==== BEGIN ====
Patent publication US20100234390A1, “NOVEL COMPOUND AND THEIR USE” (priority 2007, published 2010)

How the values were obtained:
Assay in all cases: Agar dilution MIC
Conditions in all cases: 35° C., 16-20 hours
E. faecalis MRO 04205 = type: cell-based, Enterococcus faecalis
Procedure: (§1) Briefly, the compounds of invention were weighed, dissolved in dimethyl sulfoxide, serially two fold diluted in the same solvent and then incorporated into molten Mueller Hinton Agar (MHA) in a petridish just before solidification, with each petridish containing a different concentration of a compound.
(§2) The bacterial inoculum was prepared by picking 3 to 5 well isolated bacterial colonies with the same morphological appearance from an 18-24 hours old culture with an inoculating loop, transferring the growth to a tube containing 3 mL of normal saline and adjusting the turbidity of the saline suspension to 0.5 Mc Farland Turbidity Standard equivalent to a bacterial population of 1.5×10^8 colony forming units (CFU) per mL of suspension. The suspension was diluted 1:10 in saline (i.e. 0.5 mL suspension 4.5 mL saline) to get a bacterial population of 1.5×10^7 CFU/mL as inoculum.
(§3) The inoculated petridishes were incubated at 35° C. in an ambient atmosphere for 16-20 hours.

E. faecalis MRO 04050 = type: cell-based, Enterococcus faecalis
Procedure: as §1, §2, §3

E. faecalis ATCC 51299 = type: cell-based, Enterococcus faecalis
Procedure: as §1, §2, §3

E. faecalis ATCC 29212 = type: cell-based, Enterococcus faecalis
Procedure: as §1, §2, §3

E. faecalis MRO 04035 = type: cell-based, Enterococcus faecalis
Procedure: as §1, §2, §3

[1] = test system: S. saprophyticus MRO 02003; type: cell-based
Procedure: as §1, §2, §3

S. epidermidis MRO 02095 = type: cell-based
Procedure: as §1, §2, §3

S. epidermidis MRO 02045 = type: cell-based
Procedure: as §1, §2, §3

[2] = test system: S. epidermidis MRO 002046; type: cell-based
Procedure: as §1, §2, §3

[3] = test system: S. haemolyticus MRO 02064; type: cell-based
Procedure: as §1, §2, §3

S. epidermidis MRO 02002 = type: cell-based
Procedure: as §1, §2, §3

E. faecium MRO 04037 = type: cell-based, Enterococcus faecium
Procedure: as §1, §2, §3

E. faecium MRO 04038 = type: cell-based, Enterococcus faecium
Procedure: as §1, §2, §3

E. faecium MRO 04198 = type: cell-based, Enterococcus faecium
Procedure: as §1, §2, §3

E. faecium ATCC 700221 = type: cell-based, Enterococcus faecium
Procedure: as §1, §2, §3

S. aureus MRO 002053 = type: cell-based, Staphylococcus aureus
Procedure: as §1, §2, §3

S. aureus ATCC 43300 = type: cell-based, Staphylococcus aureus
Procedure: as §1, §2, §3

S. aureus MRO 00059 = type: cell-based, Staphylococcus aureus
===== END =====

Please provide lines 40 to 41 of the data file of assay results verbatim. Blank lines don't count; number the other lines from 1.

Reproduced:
Procedure: as §1, §2, §3

S. aureus MRO 00059 = type: cell-based, Staphylococcus aureus